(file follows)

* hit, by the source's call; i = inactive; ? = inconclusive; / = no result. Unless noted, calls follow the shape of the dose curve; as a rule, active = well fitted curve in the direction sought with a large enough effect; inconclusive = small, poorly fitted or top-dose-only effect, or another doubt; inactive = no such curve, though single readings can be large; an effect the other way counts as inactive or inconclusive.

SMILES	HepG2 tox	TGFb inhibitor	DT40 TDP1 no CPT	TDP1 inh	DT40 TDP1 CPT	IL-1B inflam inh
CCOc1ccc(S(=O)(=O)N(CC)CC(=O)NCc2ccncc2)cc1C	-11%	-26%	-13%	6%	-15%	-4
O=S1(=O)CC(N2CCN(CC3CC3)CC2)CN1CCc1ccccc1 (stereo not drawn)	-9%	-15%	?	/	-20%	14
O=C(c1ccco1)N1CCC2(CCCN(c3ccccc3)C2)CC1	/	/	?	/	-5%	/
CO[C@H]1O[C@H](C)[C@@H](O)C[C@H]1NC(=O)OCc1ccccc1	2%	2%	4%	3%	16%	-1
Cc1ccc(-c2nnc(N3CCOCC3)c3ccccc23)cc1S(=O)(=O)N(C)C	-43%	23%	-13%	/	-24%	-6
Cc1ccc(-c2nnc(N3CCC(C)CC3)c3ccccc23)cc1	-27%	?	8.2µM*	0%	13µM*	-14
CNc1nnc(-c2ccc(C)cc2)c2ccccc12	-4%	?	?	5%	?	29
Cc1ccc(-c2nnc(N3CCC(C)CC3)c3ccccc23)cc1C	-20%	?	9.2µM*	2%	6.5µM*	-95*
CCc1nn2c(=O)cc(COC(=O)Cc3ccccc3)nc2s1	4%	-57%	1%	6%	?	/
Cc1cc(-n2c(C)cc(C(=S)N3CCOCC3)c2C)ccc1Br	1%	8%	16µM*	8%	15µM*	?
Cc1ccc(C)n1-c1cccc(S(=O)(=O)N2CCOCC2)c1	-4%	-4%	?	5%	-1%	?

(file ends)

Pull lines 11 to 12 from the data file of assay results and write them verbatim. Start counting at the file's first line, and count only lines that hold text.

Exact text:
CCc1nn2c(=O)cc(COC(=O)Cc3ccccc3)nc2s1	4%	-57%	1%	6%	?	/
Cc1cc(-n2c(C)cc(C(=S)N3CCOCC3)c2C)ccc1Br	1%	8%	16µM*	8%	15µM*	?